What to do about a recently divorced boss who’s dating a crazy woman?

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Because no one asks me any questions here I recently signed up to be an "expert" on divorce and relationships on a web site full of people who love to answer questions located at http://www.allexperts.com/. I know, I know, I have to much time on my hands, but lo and behold within one day I received the following question from Lisa who lives in Somewhere, USA:

Question: One of our customers, I might as well call him a boss, was divorced about a year ago and has a 15 year old daughter.  He moved in a few months after leaving his wife with some bimbo who has kids from different fathers and is also recently divorced.  I’ve always had issues with women who jump into a relationship and have men move in or they move in with men when they have kids.  I’ve seen it often and it is generally a bad experience.  Our boss wants us to go out to dinner, etc with the new girlfriend who he lives with.  I’m not too impressed by her at all.  She seems like a jerk and I don’t have much respect for her.  While our boss is wonderful and has been great to us, to the point we consider him a friend, I have a hard time pretending to like someone who I think is a tramp.  I realize he can be looked down upon by moving in so quick with a woman like this, but it was a bad divorce where he lost a lot.  This girl is 20 years younger than him and I think she’s playing him.  So another issue, I think she’s a user!!  He seems like a HS kid who is in love for the first time.  I really don’t want to go out even one night.  Am I wrong to feel this way?  What should I do?

Answer: Hi Lisa — thanks for writing. I just signed up to be an expert and yours is my first question.

OK … so, when faced with any obstacle a person has three choices. The choices are:

1. Accept.
2. Change.
3. Eliminate.

In this case this means you could accept the situation the way that it is. Let me help you with this one…

Know that divorce triggers all sorts of primal fears — the fear of abandonment, rejection, and there are attachment issues playing a role as well. Breaking an attachment to someone you’ve been with a while is always extremely stressful, even when you know the break up is for the best. The combination of these issues (and more) mean that a person who goes through a divorce will be "off center" for about two years or so. In fact, I tell my clients to forgive the behavior of their divorcing friends and family during this time for they know not what they do, and i call it being temporarily insane, because basically that’s what it is. (Forgive so long as the behavior is not illegal!) This crazy time is when divorcing men and women do things out of character … like buy a motorcycle, get a tattoo, and yes, take on unexplainable partners — sometimes doing this is a rebellion against conformity, as they are telling themselves that they have fit themselves into society’s box for years, and now it is time to conform to nothing! As a result I have seen wealthy doctors date pizza deliver boys, housewives in gated communities date the yard man, and on and on … but basically, how it goes is that anything goes. Don’t worry, though, there is nothing you can do about this and almost everyone wakes up from this coma of craziness after about two years. With my own friends I usually go with the flow of whatever comes … knowing that they will almost certainly come back to their senses sooner or later.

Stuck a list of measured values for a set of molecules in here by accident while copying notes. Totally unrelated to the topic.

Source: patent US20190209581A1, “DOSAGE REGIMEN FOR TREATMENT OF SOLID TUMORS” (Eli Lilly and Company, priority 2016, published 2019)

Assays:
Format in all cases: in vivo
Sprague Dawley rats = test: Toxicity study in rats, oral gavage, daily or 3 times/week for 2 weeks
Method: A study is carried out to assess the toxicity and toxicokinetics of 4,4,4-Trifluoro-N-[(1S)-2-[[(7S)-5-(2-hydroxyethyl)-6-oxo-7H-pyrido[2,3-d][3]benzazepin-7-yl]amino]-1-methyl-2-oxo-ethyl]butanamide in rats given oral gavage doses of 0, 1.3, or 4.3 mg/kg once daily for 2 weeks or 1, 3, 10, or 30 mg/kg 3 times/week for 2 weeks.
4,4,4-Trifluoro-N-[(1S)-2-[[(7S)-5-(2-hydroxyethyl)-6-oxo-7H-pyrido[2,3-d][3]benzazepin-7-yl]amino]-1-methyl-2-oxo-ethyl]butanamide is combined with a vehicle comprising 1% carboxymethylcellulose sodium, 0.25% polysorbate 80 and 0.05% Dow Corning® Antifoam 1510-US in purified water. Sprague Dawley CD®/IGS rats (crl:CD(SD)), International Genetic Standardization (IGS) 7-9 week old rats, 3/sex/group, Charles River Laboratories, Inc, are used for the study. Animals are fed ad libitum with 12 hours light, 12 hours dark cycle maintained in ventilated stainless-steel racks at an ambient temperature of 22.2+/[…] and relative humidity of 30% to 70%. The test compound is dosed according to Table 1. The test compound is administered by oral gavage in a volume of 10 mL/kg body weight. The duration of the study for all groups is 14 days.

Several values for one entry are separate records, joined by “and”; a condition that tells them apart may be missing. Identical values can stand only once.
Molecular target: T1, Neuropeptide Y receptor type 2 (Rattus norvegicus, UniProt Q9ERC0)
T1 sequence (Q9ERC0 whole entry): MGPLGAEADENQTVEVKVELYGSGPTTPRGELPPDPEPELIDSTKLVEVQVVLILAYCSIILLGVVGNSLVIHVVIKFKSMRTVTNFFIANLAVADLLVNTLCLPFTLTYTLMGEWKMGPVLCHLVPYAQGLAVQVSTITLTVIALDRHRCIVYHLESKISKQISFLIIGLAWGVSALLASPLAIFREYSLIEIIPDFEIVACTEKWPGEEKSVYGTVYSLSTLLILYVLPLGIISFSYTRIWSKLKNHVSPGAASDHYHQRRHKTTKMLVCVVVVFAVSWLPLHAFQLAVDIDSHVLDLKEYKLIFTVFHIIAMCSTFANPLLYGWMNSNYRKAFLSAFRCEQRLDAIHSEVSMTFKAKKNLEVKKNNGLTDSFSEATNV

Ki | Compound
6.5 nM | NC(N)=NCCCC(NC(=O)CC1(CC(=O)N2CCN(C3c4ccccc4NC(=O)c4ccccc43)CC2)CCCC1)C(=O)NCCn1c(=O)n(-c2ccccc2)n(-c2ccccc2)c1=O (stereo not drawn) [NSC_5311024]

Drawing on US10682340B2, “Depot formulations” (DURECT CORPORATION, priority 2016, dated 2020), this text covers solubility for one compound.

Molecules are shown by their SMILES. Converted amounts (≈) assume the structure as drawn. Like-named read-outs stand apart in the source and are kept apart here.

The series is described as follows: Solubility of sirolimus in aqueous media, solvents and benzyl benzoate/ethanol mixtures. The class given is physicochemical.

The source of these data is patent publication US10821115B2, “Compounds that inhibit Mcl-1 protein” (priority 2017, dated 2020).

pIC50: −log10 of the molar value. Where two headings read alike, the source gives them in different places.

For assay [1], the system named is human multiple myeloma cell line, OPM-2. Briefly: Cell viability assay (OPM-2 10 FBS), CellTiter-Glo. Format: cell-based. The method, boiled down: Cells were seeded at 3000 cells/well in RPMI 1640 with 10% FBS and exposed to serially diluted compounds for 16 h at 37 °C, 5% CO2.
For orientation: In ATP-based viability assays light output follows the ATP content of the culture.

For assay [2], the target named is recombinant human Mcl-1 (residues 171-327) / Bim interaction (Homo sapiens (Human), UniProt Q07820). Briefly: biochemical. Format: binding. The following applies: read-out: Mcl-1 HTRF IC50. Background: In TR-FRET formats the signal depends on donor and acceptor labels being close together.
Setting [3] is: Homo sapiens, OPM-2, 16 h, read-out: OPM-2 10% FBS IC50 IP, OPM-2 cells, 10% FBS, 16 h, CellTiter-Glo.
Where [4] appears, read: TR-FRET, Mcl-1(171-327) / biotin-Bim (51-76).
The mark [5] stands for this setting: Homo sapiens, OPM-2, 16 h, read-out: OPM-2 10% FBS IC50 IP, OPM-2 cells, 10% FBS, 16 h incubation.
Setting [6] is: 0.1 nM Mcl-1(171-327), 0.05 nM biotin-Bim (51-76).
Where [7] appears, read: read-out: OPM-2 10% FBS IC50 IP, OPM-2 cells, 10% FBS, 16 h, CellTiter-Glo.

Now, about No. 2, change. The change part means you can tell your friend to change, or you can change the way you view the situation. As far as asking the friend to change, I think it is arrogant to tell people that you know better than they do, so I don’t recommend this option. What you can do is approach it in a gentle manner ONE TIME as a caring and loving friend and tell your buddy that you are concerned about his relationship. If you do this, have no expectations as to what the outcome is. Just lovingly tell him and know that you did the best you could and that you were well-meaning. As far as changing how you view it, maybe you  can tell yourself that he is going through a change and is supposed to be learning something. Lovingly allow him to learn what he is supposed to be learning.

Eliminate is the last and most drastic option. If you can’t accept or change, then you eliminate. Eliminate what, you ask? The friendship … or if he is like a boss and you can’t totally break away, you can consider distancing yourself as a social friend, and just enjoy him at work.

One last thing. I’m not a huge fan of being judgmental. I see people who most of us might see as "messed up" as people who are emotionally wounded. Heaven forbid that we learn all the ways and reasons this person has been injured, neglected, and hurt in her life – it is probably too horrible a thing to even consider. Any of us could have been subjected to such unspeakable cruelty. Therefore, I can find compassion for the emotionally wounded, and if they allow me, I can be tender and caring toward them. Have you thought of doing that with this woman?

Good luck to you and I thank you for sending in this question.

So Struggle readers, what do YOU think, did I blow it?

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